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Estate Planning

Estate planning can be a difficult subject: everyone needs an estate plan, but few people like to contemplate the reason why one is needed.

We all have something in common; we only have a limited time – be it long or short – on this earth. But while an estate plan is necessary for everyone, the tools used to plan for your particular estate should be unique to you, your family, your situation.

What is an Estate Plan?

It’s a common myth that an estate plan only designates the people who will receive your property upon your death. Comprehensive, modern estate planning does so much more.

An estate plan may consist of a Living Trust, Testamentary Trust, Irrevocable Trust, Pour-Over Will, Last Will and Testament, Living Will, Funeral Instructions, Burial Instructions, Financial and Medical Powers of Attorney, Non-Probate Transfers, Payable on Death Designations, Deeds, and other governing instruments.

Estate planning allows you to delegate your personal rights (financial and/or medical) to others while you are alive and after you have passed.

Estate planning ensures that your assets are managed and distributed according to your wishes, along with the necessary protections for your assets and your beneficiaries.

Some estates may need simple beneficiary designations on your financial accounts and deeds, while others may require a trust.

Elements of a Comprehensive Estate Plan

There’s a lot that goes into a comprehensive estate plan. The combination of tools that make up your plan will depend on your unique situation. Remember, a good estate plan could be as simple as a Will, Financial Power of Attorney, and a Health Care Power of Attorney, or it could be much more complex. There are many more documents that supplement the ones mentioned on this page.

The main thing is to be proactive; to make a plan to mitigate future unfortunate circumstances. You never know what life is going to give you or when, so it is important to control the things that you can now.

If you’re detail oriented, explore the contents below where we delve deeper into each element. If you’ve already read enough, let’s meet for a free consultation to discuss your situation.

General Power of Attorney

A General Power of Attorney means you do not have to worry about your “financial life” while you are unable to make those decisions yourself. You may need your “agent” to act on your behalf if you are on vacation or in the hospital. For instance, let’s take a worst-case scenario: if you were to suffer from a debilitating medical condition and become bedridden in hospital for an extended period, your agent can legally deal with others on your behalf. They can pay your bills, deal with creditors, take care of your banking needs, and so on.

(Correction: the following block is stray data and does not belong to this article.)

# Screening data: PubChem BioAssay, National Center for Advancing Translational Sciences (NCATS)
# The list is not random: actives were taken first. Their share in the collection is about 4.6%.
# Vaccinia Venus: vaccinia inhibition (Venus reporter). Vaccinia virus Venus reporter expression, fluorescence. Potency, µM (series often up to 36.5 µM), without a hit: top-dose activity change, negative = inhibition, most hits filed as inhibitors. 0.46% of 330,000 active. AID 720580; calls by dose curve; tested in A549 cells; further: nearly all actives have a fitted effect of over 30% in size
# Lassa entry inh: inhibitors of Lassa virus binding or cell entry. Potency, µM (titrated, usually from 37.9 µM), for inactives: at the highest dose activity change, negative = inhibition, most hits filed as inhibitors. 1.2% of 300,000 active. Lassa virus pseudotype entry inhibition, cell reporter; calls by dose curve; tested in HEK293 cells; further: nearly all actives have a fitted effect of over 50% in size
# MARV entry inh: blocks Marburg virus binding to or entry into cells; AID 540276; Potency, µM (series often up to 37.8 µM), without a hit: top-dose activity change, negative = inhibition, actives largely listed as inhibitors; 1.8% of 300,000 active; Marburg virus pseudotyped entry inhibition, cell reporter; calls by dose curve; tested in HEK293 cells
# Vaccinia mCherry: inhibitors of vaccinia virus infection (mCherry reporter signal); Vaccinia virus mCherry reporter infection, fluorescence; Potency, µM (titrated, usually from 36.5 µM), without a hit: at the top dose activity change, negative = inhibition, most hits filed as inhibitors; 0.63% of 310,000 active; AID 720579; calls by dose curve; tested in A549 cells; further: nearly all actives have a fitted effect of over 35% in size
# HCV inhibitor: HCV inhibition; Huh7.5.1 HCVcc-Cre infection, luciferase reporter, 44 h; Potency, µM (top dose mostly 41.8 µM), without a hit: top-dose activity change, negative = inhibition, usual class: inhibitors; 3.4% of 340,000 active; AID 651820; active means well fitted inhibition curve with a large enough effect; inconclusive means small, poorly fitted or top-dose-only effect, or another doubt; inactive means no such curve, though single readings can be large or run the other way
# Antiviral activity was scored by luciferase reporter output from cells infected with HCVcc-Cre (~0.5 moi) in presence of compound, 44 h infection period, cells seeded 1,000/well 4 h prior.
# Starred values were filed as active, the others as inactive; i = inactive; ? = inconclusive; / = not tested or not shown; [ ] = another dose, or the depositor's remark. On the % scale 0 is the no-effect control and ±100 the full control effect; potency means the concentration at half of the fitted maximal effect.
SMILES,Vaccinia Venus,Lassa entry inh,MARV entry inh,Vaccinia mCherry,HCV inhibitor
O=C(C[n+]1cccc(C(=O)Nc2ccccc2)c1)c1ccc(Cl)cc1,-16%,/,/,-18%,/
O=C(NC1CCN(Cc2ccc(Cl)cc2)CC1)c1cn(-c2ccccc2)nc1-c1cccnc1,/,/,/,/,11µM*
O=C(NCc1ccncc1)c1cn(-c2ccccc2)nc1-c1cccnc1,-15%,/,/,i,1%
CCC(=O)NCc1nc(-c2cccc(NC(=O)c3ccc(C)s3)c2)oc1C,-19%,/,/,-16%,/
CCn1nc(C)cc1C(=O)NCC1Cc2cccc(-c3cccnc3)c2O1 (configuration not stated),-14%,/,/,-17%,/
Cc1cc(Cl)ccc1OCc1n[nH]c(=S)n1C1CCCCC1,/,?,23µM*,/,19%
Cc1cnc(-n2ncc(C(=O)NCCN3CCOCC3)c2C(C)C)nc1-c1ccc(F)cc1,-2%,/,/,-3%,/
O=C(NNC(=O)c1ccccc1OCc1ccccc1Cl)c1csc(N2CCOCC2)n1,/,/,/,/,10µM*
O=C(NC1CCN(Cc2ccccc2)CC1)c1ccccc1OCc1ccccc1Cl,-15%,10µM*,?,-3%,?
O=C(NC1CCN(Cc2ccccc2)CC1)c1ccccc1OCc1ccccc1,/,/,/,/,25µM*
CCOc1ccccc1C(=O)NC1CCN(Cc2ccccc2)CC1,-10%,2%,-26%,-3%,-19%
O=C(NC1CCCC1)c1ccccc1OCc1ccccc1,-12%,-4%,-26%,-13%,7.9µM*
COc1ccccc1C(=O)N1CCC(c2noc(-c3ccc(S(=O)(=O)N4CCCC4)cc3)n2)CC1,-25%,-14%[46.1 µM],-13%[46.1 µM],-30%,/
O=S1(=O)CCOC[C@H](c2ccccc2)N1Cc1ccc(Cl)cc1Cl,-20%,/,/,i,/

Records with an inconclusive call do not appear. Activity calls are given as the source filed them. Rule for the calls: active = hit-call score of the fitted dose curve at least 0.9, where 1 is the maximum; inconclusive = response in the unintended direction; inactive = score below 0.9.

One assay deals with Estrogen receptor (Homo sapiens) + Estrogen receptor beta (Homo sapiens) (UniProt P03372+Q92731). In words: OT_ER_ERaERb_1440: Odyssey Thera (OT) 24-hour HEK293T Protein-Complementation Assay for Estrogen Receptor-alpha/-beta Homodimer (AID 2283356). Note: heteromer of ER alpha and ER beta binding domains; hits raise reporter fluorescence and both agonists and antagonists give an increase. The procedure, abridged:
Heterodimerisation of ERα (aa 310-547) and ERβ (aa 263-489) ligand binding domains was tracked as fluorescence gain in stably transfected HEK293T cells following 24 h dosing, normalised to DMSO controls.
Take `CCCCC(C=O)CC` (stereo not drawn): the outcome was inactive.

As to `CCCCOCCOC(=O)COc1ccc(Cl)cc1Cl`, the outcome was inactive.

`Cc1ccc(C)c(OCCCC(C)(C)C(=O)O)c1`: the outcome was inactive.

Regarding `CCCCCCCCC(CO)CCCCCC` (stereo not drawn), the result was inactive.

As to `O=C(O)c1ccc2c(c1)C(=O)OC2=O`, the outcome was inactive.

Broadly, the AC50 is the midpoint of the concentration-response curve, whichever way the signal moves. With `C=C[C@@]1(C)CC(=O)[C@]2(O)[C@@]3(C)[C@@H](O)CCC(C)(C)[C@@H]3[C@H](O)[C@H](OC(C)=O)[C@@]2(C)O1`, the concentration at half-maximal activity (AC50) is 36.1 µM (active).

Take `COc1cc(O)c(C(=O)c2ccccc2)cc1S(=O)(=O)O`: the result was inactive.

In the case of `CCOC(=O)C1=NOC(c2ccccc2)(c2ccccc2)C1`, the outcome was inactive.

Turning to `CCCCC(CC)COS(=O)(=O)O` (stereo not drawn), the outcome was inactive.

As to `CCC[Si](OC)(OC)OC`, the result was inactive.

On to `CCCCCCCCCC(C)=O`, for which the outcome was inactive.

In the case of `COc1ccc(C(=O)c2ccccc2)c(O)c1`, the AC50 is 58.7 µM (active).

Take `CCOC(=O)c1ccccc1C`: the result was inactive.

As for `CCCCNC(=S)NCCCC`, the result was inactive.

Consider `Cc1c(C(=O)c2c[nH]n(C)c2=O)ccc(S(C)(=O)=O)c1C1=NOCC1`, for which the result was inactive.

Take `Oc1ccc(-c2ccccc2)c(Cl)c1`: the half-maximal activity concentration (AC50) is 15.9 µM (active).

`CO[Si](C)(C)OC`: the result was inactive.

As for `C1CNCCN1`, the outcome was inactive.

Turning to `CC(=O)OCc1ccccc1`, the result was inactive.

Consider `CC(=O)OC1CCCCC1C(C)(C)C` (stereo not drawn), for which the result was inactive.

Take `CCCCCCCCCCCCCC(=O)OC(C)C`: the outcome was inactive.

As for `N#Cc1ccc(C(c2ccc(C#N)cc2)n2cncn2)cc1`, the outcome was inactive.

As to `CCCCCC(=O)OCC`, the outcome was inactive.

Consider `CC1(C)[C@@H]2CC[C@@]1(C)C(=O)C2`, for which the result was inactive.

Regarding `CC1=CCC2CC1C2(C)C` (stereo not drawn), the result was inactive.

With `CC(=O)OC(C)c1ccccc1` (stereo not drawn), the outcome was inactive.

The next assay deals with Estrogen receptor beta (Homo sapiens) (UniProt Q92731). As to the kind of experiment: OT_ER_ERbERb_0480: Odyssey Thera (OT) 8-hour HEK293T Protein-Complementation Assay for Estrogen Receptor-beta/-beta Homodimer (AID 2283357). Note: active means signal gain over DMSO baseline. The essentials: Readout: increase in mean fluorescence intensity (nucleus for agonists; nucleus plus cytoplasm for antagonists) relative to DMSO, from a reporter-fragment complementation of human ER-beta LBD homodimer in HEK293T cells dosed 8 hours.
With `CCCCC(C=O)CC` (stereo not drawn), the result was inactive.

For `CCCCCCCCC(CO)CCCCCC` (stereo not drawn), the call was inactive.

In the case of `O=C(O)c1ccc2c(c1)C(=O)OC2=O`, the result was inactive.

You can either create a limited power of attorney that will allow your agent to temporarily act on your behalf, or you can create a “springing” durable power of attorney, which will allow your agent to act on your behalf only if you become incapacitated.

Health Care Power of Attorney

Who do you trust to make medical decisions for you if you were incapacitated? A Health Care Power of Attorney allows you to appoint someone to make medical decisions on your behalf when you cannot. It is always best to have wishes regarding your health care in writing, but sometimes unexpected issues arise. That’s when you need someone to make decisions for you, based on his or her knowledge of you and your wishes.

HIPAA Release

Your medical records are protected by HIPAA – the Health Insurance Portability and Accountability Act of 1996. Your medical records and data are not to be shared with anyone without your consent. A HIPAA Release or waiver will allow you to designate a person who can obtain your records on your behalf and share them with who you choose. For example, your agent could share your medical records with your home-loan lender to possibly defer your house payment for a period of time.

Living Will

A Living Will is often confused with a Last Will and Testament. A Living Will states your wishes regarding your end-of-life care. You can choose to receive only “comfort care”; or make specific limitations on your treatment; or prolong your life to the greatest extent possible.